Compared To, Supported By Clinton, Pennsylvania AG Kathleen Kane Convicted: Perjury, Obstruction, Conspiracy

Dawn Papple

Pennsylvania Attorney General Kathleen Kane, once considered a Democratic rising star and supported by Bill and Hillary Clinton in her successful 2012 campaign for AG, was found guilty late Monday night on nine criminal charges including perjury, obstruction, and conspiracy.

Kane was elected in 2012 and was once presumed the Democratic Party’s next candidate for governor of Pennsylvania or the U.S. Senate, according to Philly.com. The New York Times said that Kane “was one of the most powerful women in Pennsylvania.”

Kathleen Kane was the first female attorney general in Pennsylvania, but she is now at the center of national discussion because people say her scandals are strikingly similar to Clinton’s scandals, and because Kane relied on support from the Clintons and their associates when she was campaigning for her ill-fated attorney general seat.

Kane was born and raised in Scranton, Pennsylvania, and was publicly endorsed by Bill Clinton, according to the Times-Tribune. In a twist of irony, Hillary Clinton and Vice President Joe Biden were in Scranton campaigning together for Clinton’s presidential run on Monday, the same day as the attorney general’s conviction. Scranton is also Biden’s hometown. As AG Kane awaited her fate in a courtroom in Norristown, Pennsylvania, Clinton and Biden gave their rally in front of about 3,000 people just over an hour away, according to Heavy.

Kane was convicted Monday after a jury decided that she leaked secret grand jury documents about an investigation to the Daily News in an effort to discredit the case’s prosecutor, Frank Fina. Then, Kane lied about her involvement in the leak. Kane reportedly leaked the documents in an effort to embarrass Fina to avenge her own embarrassment.

Before Kane leaked the information about Fina, Kane had to cope with shame from an article in the Philadelphia Inquirer that criticized her for shutting down an undercover investigation. To muddy the waters further, the investigation Kane reportedly shut down was a deep look into corruption among Democratic state representatives. The story claimed that Kane didn’t want lawmakers within her own party exposed for corruption. Kane believed that Frank Fina fed the newspaper that story, which tarnished her reputation, according to the New York Times.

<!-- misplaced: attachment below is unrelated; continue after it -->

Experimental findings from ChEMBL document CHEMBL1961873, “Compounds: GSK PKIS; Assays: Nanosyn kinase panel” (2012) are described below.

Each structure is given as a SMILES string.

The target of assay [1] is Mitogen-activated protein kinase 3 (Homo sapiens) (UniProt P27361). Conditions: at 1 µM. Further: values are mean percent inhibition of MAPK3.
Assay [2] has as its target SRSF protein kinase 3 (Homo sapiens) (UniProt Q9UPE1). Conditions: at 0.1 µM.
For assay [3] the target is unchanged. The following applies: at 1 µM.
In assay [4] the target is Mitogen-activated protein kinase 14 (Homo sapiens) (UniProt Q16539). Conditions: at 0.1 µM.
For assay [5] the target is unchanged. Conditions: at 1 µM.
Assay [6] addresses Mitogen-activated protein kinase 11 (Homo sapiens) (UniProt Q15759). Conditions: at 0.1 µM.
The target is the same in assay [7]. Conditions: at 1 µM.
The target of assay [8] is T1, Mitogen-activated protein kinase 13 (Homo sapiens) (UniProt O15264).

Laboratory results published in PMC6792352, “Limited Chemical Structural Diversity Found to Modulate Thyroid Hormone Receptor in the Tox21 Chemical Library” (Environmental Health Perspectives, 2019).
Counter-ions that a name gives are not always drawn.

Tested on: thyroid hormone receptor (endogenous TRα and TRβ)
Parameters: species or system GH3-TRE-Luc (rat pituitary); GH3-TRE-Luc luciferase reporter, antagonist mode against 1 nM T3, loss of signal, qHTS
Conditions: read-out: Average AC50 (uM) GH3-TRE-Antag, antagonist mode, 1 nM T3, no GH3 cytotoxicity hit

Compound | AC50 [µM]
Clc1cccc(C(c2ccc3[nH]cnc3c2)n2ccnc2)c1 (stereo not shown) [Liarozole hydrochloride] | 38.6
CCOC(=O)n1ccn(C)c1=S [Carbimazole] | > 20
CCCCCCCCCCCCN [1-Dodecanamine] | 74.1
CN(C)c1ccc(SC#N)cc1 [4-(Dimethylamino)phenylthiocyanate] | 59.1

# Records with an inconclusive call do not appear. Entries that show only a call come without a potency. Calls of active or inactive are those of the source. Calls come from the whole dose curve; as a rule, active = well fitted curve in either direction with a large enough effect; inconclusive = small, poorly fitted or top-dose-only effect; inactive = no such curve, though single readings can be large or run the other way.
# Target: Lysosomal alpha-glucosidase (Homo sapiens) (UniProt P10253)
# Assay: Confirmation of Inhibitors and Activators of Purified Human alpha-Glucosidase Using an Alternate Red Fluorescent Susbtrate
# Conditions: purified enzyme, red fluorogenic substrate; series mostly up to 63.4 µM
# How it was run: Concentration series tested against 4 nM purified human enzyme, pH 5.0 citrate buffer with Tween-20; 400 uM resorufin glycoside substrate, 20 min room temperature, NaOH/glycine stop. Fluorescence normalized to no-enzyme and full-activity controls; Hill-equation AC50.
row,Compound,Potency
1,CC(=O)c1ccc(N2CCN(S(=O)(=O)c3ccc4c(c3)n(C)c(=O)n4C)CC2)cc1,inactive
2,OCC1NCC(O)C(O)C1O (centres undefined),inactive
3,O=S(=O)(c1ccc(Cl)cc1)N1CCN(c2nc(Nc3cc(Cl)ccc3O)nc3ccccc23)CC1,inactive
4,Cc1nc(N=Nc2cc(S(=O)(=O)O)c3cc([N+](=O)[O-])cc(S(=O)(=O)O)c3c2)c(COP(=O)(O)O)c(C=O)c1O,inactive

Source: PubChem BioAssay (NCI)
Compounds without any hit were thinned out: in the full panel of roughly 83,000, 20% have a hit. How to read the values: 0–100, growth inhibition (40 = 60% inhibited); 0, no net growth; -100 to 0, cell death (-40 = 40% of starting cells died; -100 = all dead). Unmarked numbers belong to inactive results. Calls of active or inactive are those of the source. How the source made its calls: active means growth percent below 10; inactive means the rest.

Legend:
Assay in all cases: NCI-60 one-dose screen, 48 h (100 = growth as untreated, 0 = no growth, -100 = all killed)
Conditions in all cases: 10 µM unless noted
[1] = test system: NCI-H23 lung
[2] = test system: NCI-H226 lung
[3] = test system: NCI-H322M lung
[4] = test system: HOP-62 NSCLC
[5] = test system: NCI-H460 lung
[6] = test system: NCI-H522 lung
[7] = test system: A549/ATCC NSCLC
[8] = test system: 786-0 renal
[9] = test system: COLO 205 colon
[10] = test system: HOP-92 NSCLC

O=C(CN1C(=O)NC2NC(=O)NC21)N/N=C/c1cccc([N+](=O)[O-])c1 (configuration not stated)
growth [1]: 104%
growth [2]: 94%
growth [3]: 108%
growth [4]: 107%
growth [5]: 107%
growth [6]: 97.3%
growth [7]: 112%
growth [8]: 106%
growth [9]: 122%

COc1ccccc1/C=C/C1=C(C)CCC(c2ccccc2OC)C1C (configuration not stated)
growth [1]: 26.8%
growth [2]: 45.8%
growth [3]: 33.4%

“This is war,” Kane wrote in an email, talking about her retaliation plans. “Wars have casualties. Wars leave scars.”

In a muted but real-life Game of Thrones, Kane couldn’t walk away from her war unscathed.

When the Philadelphia Inquirer story broke, Kane believed that she was being exposed only because she brought down some of the “good old boys” in Pennsylvania for their pornographic and racist emails in 2014. After Kane exposed the emails, many high-ranking men in the state were brought down. Supreme Court Justice Michael Eakin even resigned in association with Kane’s work.

“I couldn’t believe there was violence involved, and I couldn’t believe this wasn’t just some Playboy photos… 398 pages, much of it hard-core porn,” Kane once told ABC’s Nightline.

Although it is not the focus of Kane’s conviction, there is another chapter of Kane’s story that people are talking about Tuesday: The once-powerful Attorney General Kathleen Kane routinely used personal email accounts to conduct official business.

In fact, Kane transmitted confidential information, including the identities of undercover agents, over her personal email account. And yes, there was an official office ban against the use of personal email accounts for official state business. Kane either sent or received almost 4,000 work-related emails on her personal email accounts between January 2013 and August 2015, according to the Associated Press.

Kane defended her use of personal email accounts for work-related matters at the time.

“That policy was set by a previous AG. I had no knowledge of its existence nor did anyone indicate that this policy was in effect. We are not the Department of Justice.”

According to the AP, though, among Kane’s own emails was an August 2014 email in which Kane told an aide to remind senior staff members that her personal email “is not secure and should not be used.” Nevertheless, Kane used it herself to send emails that included confidential information.

Clinton’s opponents, including some Republicans and some progressive Democrats, say that they can’t help but draw parallels between Clinton and Kathleen Kane.

In an odd twist, Kane’s own email scandal broke right before the Pennsylvania Democratic primary election, and Pennsylvania Democrats were reportedly worried that the email scandal could further spotlight Hillary Clinton’s email scandal as voters headed to their polling locations. Neither Kane’s legal troubles nor Kane’s email scandal ended up harming Clinton in the primary election, though. Ultimately, Hillary Clinton took Pennsylvania despite the legal challenges faced by party leaders who supported her, including the more recent fall of AG Kathleen Kane.

On Monday, after Kane was found guilty of two counts of perjury, two counts of obstructing justice, two counts of false swearing, two counts of conspiracy, and one count of criminal conspiracy, Judge Wendy Demchick-Alloy warned Kane not to retaliate against any witness involved in the case while she awaits her sentencing.

“There is to be absolutely no retaliation of any kind against any witness in this case, either by your own devices, from your own mouth or your hand, or directing anybody to do anything.”

Pennsylvania law says that Kane cannot hold her AG seat with a felony conviction, but she doesn’t actually have to resign until her sentencing, which could take as many as 90 days.

[Image via Montgomery County Sheriff]